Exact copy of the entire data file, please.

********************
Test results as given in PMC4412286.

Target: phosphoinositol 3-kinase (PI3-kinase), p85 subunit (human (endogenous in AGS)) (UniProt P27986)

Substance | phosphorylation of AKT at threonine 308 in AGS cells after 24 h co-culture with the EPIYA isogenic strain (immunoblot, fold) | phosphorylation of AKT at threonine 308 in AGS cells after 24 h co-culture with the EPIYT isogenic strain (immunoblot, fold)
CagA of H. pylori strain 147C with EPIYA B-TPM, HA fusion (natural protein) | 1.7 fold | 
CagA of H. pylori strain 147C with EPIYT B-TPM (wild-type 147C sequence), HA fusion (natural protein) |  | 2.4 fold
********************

Test results as given in PMC4412286.

Target: phosphoinositol 3-kinase (PI3-kinase), p85 subunit (human (endogenous in AGS)) (UniProt P27986)

Substance | phosphorylation of AKT at threonine 308 in AGS cells after 24 h co-culture with the EPIYA isogenic strain (immunoblot, fold) | phosphorylation of AKT at threonine 308 in AGS cells after 24 h co-culture with the EPIYT isogenic strain (immunoblot, fold)
CagA of H. pylori strain 147C with EPIYA B-TPM, HA fusion (natural protein) | 1.7 fold | 
CagA of H. pylori strain 147C with EPIYT B-TPM (wild-type 147C sequence), HA fusion (natural protein) |  | 2.4 fold